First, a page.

Before beginning antidepressants it is important to assess the psychological profile of the patient, as this may be important in determining the choice of therapy. If the patient is not depressed, it is critical to spend some time explaining the scientific rationale for the use of antidepressants, with an attempt to clearly separate the analgesic effects from the antidepressant ones. We usually begin with nortryptiline (Pamelor) at a dose of 10 to 25 mg/d and progress as required (and tolerated) to no more than 75 to 100 mg/d. This is given at night and will almost immediately begin helping with disturbed sleep pattern that often accompanies chronic pain. Daytime sedation may occur but tolerance develops rapidly. Tolerance to the antimuscarinic effects may take longer and it is important to advise the patients about this. In the absence of significant side effects, the dose of the antidepressant is gradually increased until adequate benefit is achieved or the upper limit of the recommended dose is reached. It is also important to tell the patient that the analgesic effect may take several days to weeks to develop and that unlike conventional analgesics, the drug is not to be taken on a as needed basis but on a fixed schedule. A trial of at least 4 to 6 weeks at a stable maximum dose is recommended before discontinuation. At that time one may consider switching to another class of antidepressants such as nefazadone (Serzone), mirtazepine (Remcron), or venlafaxine (Effexor). Venflaxinemay also be substituted for a TCA if excessive sedation is observed with the latter.

If the patient is depressed, then it may be more appropriate to use full antidepressant doses of a drug that also has analgesic properties. This could be either a TCA with a low side-effect profile or perhaps one of the newer agents discussed above (not an SSRI). If the patient is already on an antidepressant, but this does not have proven analgesic activity (such as an SSRI), consideration should be given to switch to one that does or to use small doses of a TCA, if tolerated. Such decisions should be made in conjunction with the psychiatrist taking care of the patient.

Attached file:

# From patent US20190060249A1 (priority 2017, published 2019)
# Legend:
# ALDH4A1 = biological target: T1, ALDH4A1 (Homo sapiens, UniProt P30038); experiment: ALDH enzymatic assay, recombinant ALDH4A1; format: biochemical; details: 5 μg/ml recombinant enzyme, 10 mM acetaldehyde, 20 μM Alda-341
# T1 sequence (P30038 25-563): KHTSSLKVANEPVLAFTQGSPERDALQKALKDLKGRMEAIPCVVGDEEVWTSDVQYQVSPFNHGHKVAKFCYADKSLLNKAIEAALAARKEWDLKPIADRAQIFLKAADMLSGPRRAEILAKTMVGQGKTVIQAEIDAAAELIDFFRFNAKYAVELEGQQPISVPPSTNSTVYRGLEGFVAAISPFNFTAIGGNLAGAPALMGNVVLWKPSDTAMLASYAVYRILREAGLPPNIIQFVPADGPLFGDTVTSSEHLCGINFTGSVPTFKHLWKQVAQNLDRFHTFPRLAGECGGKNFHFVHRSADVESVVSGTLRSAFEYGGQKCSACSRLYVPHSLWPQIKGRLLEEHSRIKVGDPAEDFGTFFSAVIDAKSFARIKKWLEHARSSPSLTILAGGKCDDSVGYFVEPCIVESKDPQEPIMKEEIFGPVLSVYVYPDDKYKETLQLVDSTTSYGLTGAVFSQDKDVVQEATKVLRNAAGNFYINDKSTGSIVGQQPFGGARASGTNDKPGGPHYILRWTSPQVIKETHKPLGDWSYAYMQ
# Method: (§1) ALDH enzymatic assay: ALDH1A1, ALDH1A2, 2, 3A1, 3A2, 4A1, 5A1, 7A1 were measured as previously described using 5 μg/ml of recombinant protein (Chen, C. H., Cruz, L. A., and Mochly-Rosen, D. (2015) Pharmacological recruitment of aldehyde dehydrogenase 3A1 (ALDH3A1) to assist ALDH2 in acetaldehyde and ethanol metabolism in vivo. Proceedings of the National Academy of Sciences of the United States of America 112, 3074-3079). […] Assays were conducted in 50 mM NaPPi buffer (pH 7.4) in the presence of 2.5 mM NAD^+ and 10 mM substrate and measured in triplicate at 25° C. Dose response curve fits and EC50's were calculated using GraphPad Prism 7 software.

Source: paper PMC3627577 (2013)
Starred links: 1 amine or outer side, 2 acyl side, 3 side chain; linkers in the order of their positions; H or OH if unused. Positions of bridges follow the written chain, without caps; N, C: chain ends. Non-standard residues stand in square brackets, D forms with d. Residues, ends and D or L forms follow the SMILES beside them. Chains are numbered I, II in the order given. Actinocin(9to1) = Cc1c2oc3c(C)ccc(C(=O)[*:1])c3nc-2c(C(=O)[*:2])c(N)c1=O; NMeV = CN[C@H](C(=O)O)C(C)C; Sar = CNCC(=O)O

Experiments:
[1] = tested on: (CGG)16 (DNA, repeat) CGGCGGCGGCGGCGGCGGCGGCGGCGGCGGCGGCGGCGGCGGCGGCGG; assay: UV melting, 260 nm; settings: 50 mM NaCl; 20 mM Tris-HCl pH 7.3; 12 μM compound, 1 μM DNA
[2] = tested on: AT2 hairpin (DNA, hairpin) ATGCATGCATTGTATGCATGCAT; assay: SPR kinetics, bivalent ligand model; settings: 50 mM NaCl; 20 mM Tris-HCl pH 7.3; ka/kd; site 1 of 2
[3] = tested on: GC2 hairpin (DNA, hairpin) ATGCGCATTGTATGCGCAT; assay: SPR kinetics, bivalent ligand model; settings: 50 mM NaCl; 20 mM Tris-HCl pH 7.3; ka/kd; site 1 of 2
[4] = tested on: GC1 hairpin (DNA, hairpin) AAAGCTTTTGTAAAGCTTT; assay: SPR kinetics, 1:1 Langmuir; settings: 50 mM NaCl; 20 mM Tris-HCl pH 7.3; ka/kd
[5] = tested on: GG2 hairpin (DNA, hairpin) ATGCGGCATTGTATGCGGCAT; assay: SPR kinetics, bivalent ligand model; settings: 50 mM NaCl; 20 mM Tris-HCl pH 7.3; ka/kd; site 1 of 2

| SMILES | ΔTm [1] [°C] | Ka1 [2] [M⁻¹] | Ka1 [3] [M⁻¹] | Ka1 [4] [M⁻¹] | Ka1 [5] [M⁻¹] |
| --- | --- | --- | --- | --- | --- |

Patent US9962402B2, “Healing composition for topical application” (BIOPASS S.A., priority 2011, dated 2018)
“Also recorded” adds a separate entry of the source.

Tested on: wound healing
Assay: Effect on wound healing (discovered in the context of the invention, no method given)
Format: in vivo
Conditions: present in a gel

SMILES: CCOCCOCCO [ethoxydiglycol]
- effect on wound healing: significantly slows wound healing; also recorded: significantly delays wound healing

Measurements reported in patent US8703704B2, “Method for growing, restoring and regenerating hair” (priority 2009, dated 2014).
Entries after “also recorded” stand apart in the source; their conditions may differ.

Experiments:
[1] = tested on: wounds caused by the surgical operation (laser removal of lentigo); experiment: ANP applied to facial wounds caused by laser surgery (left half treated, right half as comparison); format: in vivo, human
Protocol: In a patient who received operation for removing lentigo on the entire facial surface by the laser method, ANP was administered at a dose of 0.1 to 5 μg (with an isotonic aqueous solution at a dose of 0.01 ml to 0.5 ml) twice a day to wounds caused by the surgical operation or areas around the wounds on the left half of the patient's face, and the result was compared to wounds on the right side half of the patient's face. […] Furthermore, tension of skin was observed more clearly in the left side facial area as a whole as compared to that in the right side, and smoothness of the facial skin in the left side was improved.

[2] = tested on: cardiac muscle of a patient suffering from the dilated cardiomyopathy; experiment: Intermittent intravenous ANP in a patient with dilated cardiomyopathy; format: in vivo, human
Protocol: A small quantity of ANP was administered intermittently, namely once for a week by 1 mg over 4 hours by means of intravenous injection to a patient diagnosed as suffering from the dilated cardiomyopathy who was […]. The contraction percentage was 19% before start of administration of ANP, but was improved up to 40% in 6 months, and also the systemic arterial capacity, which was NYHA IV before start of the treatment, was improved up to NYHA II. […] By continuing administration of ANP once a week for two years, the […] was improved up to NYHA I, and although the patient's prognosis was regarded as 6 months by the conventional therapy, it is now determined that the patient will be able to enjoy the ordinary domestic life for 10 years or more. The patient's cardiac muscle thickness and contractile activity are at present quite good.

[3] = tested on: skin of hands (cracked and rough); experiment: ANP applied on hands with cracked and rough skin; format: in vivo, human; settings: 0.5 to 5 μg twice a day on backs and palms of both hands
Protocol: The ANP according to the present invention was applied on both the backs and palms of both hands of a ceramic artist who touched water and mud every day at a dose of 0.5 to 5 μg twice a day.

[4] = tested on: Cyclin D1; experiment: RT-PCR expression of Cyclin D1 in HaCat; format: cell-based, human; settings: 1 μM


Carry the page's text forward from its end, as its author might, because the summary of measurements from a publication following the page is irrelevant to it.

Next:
Other Drugs

A variety of drugs including neuroleptics (fluphenazine [Prolixin], haloperidol [Haldol]), and antiepileptics (pheny-

toin [Dilantin], carmazepine) have been used in chronic somatic pain with equivocal evidence of efficacy and a significant risk of adverse effects. However, we frequently use gabapentin ( Neurontin), a drug with considerable more promise and safety that is widely used for neuropathic pain syndromes. Although admittedly anecdotal, our experience suggests that it may be useful in patients with functional bowel pain syndromes, especially in patients with diabetic gastro-paresis. It can also be used in patients with chronic pancreatitis, in an attempt to "spare" narcotic use. Finally, mention must be made of the use of benzodiazepines, which are frequently used by patients with chronic pain including insomnia, anxiety, and muscle spasm. Although useful in these settings for short term use, there is a significant risk for dependence on these drugs and there is little, if any, evidence that they have any real analgesic effect.